Our collection of rolling stock is wide ranging, with some having been obtained for their historical interest, whilst others for their practical benefit. Historic vehicles are reserved solely for use on mixed or freight trains, whilst more modern counterparts are used by our Civil Engineers
No. 102 – SER Brake Van
This brakevan entered service on the South Eastern Railway in July 1898 & remained in use until sold to the Royal Aircraft Establishment at Farnborough in 1946. When that closed in 1965 the van was purchased for use on the K&ESR.
No. 103 – SR Brake Van
The design that became the standard Southern Railway brake van was introduced in 1928 and were known by staff as ‘Pillboxes’ . Built by the Southern Railway at Lancing in 1941 for Army use, sixteen went to the middle east but ours is one of the four that remained in the UK, based at the Longmoor Military Railway. It was purchased by the K&ESR in 1969.
No. 104 – LNWR Brake Van
This vehicle was built by the London & North Western Railway in 1921. Acquired by the Army and based at Longmoor, it came to the K&ESR in 1969.
No. DS62862 – Shark Ballast Plough Brake Van
This 20 ton ballast plough brakevan was built in 1949 to an SE&CR design of 1914. It is a most interesting vehicle that uses ploughs to spread ballast evenly along track. It proved more than useful in relaying thousands of tons of ballast during the extension to Bodiam in the late 1990’s. In Common with the other ballast Brakes of differing designs it is known by the telegraphic name of ‘Shark’.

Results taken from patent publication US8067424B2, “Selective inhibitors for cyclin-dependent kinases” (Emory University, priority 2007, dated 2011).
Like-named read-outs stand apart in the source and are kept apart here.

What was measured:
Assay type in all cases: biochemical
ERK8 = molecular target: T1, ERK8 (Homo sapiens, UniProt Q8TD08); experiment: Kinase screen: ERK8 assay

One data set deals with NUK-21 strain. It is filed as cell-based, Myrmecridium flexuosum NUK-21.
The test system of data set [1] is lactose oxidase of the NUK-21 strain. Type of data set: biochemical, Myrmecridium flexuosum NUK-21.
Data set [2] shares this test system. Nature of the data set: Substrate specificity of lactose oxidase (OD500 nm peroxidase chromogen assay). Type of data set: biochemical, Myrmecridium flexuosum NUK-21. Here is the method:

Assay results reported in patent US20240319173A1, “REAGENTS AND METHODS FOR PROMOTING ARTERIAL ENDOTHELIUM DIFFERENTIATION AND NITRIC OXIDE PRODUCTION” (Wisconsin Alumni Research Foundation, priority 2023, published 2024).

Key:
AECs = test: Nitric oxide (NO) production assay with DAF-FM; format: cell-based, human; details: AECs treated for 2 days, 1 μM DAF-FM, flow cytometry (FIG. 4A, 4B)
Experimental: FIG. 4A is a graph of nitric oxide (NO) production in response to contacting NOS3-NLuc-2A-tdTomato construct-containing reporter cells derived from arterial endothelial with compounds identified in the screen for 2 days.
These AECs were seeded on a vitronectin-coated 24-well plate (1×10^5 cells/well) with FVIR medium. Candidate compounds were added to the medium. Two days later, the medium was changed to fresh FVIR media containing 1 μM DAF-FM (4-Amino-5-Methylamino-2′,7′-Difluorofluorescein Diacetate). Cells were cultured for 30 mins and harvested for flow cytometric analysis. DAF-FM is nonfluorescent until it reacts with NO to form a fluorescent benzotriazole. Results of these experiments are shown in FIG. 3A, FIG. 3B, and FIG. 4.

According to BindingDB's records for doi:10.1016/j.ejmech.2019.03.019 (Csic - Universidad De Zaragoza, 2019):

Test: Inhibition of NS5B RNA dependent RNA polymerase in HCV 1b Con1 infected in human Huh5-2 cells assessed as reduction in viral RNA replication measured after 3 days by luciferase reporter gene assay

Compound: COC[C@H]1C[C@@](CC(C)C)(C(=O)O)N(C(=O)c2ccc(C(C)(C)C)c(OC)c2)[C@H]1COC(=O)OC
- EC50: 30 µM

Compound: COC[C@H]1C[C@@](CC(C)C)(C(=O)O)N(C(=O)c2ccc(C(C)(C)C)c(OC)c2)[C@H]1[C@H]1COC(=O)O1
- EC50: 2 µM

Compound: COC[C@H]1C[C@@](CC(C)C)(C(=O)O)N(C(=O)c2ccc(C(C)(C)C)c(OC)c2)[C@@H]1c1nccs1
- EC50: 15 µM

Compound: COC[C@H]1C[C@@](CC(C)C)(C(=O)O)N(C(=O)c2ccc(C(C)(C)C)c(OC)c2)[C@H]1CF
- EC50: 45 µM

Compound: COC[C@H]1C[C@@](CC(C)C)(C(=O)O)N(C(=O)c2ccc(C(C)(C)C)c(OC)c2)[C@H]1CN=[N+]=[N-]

No. M515184 – LMS Box Van
This van was built in 1940 at Lancing Works by the Southern Railway for the London Midland & Scottish Railway. It arrived at the K&ESR in May 1980. Painted in LMS bauxite red, for a short period in 1985 it carried a special colour scheme for use with a ‘Kit Kat’ bar advertising contract.
Midland Railway Box Van
This small van is the oldest freight vehicle on the Railway, being built by the Midland Railway before 1886. It is of wooden construction and bears the carpenters marks of the original builders. It came from HM Dockyard Chatham in 1983, where it carried Navy Yard Nº. 564. Fully restored by its owner, it is now displayed at Tenterden Town Station. Its original number and build date have not been established.
Nº. 175 – “Elephant Van” (CCT) Nº. 37011
This vehicle was built as a CCT for the LMS in 1938. The van was purchased for preservation in 1985, initially on the Nene Valley Railway, where it appeared in the James Bond Film “Octopussy” – a hatch was cut into the roof through which 007 made his escape from a supposed East German train. It was acquired for the K&ESR in 1999 and is in use as a stores van.
No. 63101 – SR Four Plank Dropside
This wagon was built at Ashford in 1937 at a cost of £162. It was used by BR to convey sleepers. It arrived in February 1984 and was reboarded during 1995 & painted in the present day K&ESR’s engineers’ black livery.
No. S11530 – SR Eight-Plank Open Wagon
This SR eight-plank open wagon arrived from Ashford in 1984. It was built at Ashford at a cost of £128 and has a five-plank drop flap either side with a pair of hinged doors above. It now carries a fictitious livery commemorating a Brewery that once stood in Station Road (formerly named Brewhouse Lane) in Tenterden.
No. B 483720 – Five Plank Open Wagon